Women who are stressed while trying to conceive are more likely to have girls, suggests a study by researchers from Oxford University.
The research showed that future mums-to-be facing pressure at home, at work or in their relationships in the months before pregnancy were as much as 75% less likely to have a boy.
Some 340 women from around the UK who were trying for a baby kept lifestyle and relationship diaries and filled in stress-level questionnaires while their cortisol levels were measured.
Of the babies born, 58 were boys and 72 were girls, and among the 50% with the highest cortisol levels, the sex ratio was clearly skewed towards girls.
Normally In Britain 105 boys are born for every 100 girls.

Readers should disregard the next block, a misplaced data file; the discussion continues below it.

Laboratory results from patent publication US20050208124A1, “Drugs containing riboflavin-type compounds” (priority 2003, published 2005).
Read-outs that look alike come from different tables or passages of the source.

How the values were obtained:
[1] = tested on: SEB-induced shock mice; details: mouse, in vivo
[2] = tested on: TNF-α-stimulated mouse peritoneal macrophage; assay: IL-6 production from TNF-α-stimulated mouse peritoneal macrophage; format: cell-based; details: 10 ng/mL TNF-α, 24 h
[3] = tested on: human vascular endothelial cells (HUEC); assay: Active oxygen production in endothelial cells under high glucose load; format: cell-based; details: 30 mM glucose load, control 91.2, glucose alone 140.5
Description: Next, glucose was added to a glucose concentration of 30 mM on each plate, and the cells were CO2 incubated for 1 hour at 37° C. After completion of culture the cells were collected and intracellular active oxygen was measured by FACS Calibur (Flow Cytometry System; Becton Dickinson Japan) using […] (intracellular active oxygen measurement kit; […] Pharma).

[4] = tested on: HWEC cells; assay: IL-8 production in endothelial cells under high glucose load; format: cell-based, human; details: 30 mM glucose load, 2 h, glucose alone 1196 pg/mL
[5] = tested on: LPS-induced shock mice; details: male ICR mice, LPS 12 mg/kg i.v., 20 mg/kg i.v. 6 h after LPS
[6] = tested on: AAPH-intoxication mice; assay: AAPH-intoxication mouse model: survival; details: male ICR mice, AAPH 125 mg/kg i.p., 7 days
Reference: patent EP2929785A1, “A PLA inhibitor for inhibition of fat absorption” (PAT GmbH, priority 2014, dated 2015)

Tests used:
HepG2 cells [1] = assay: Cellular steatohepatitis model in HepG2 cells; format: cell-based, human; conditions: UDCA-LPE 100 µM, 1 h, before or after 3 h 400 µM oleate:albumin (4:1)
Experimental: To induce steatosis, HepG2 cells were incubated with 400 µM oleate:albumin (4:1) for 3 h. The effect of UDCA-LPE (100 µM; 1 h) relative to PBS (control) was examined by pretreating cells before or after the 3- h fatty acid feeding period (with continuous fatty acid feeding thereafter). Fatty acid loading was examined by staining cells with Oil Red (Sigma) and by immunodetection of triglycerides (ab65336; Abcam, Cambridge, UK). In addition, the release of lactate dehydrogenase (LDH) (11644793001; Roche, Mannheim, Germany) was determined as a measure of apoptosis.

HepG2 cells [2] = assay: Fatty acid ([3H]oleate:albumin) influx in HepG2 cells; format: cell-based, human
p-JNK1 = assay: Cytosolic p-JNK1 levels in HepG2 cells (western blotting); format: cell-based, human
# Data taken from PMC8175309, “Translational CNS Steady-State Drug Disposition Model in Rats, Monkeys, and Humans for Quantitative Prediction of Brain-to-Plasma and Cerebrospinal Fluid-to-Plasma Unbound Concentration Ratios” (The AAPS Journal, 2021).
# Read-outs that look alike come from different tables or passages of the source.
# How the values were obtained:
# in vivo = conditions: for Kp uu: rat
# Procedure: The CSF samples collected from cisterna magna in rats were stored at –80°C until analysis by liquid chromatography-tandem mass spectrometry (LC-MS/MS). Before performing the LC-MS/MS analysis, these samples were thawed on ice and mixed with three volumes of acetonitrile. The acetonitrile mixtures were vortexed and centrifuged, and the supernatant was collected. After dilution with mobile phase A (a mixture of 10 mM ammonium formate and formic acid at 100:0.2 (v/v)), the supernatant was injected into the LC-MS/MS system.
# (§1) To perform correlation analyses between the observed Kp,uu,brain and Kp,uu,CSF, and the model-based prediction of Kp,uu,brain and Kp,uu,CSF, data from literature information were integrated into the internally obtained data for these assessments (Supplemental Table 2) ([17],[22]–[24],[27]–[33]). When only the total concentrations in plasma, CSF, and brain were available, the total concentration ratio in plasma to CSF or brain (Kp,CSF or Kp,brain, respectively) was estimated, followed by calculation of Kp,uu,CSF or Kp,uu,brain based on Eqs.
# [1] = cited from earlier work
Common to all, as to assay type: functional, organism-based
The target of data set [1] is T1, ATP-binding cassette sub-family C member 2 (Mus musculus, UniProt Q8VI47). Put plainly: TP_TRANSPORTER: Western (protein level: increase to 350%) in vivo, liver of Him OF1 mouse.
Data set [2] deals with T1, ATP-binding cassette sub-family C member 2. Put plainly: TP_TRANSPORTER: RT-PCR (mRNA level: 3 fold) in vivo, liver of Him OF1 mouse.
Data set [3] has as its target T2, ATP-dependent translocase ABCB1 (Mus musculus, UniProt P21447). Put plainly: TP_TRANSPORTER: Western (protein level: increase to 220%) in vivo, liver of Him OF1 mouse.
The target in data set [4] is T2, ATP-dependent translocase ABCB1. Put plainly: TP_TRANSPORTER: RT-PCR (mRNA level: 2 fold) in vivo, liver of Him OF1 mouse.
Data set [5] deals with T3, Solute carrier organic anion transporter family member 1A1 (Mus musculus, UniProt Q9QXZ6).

Previous studies have shown that the number of baby boys falls after massive upheavals such as the terrorist attacks of 9/11 and the economic chaos following the fall of the Berlin Wall.
This means that the current economic downturn could cause similar trends in the UK.
It is possible that high levels of the stress hormone cortisol weaken male embryos, making miscarriage more likely or making it more difficult for them to implant in the womb.
The findings will be confirmed on a larger scale after which, mothers could be told about the benefits of relaxation to cut the time it takes to conceive.